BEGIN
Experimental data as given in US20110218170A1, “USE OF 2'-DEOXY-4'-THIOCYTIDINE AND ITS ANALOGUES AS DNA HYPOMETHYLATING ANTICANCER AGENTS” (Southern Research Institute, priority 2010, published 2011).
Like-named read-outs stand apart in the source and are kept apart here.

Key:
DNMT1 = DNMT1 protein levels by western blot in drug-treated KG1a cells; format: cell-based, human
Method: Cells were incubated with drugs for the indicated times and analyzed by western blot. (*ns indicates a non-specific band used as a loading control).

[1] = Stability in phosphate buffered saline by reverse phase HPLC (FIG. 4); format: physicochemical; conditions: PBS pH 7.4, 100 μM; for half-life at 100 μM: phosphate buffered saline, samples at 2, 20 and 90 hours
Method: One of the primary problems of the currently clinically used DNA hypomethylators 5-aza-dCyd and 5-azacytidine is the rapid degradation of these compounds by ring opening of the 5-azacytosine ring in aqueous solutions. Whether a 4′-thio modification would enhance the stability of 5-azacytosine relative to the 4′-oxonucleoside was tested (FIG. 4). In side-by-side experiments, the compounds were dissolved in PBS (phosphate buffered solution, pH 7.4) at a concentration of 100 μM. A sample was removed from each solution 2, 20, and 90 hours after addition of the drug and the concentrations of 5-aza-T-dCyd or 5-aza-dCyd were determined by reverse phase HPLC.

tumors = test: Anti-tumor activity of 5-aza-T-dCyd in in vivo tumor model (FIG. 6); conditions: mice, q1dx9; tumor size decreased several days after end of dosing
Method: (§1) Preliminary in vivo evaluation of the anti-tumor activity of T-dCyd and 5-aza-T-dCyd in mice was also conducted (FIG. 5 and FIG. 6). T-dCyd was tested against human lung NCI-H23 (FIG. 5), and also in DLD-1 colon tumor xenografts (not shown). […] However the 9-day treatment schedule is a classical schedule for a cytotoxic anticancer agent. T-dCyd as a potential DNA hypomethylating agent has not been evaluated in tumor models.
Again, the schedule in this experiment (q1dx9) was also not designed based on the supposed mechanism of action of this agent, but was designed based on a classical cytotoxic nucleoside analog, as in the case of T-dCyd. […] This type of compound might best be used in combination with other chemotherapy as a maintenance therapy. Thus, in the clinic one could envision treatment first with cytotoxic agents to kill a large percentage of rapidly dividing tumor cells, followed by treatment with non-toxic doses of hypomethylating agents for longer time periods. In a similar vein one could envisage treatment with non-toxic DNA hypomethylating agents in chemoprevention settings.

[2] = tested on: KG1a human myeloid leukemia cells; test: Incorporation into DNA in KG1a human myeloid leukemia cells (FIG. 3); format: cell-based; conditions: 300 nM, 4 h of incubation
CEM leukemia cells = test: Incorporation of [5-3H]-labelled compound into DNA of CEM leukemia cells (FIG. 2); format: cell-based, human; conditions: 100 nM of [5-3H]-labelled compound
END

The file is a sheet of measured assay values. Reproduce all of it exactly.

Experimental data as given in US20110218170A1, “USE OF 2'-DEOXY-4'-THIOCYTIDINE AND ITS ANALOGUES AS DNA HYPOMETHYLATING ANTICANCER AGENTS” (Southern Research Institute, priority 2010, published 2011).
Like-named read-outs stand apart in the source and are kept apart here.

Key:
DNMT1 = DNMT1 protein levels by western blot in drug-treated KG1a cells; format: cell-based, human
Method: Cells were incubated with drugs for the indicated times and analyzed by western blot. (*ns indicates a non-specific band used as a loading control).

[1] = Stability in phosphate buffered saline by reverse phase HPLC (FIG. 4); format: physicochemical; conditions: PBS pH 7.4, 100 μM; for half-life at 100 μM: phosphate buffered saline, samples at 2, 20 and 90 hours
Method: One of the primary problems of the currently clinically used DNA hypomethylators 5-aza-dCyd and 5-azacytidine is the rapid degradation of these compounds by ring opening of the 5-azacytosine ring in aqueous solutions. Whether a 4′-thio modification would enhance the stability of 5-azacytosine relative to the 4′-oxonucleoside was tested (FIG. 4). In side-by-side experiments, the compounds were dissolved in PBS (phosphate buffered solution, pH 7.4) at a concentration of 100 μM. A sample was removed from each solution 2, 20, and 90 hours after addition of the drug and the concentrations of 5-aza-T-dCyd or 5-aza-dCyd were determined by reverse phase HPLC.

tumors = test: Anti-tumor activity of 5-aza-T-dCyd in in vivo tumor model (FIG. 6); conditions: mice, q1dx9; tumor size decreased several days after end of dosing
Method: (§1) Preliminary in vivo evaluation of the anti-tumor activity of T-dCyd and 5-aza-T-dCyd in mice was also conducted (FIG. 5 and FIG. 6). T-dCyd was tested against human lung NCI-H23 (FIG. 5), and also in DLD-1 colon tumor xenografts (not shown). […] However the 9-day treatment schedule is a classical schedule for a cytotoxic anticancer agent. T-dCyd as a potential DNA hypomethylating agent has not been evaluated in tumor models.
Again, the schedule in this experiment (q1dx9) was also not designed based on the supposed mechanism of action of this agent, but was designed based on a classical cytotoxic nucleoside analog, as in the case of T-dCyd. […] This type of compound might best be used in combination with other chemotherapy as a maintenance therapy. Thus, in the clinic one could envision treatment first with cytotoxic agents to kill a large percentage of rapidly dividing tumor cells, followed by treatment with non-toxic doses of hypomethylating agents for longer time periods. In a similar vein one could envisage treatment with non-toxic DNA hypomethylating agents in chemoprevention settings.

[2] = tested on: KG1a human myeloid leukemia cells; test: Incorporation into DNA in KG1a human myeloid leukemia cells (FIG. 3); format: cell-based; conditions: 300 nM, 4 h of incubation
CEM leukemia cells = test: Incorporation of [5-3H]-labelled compound into DNA of CEM leukemia cells (FIG. 2); format: cell-based, human; conditions: 100 nM of [5-3H]-labelled compound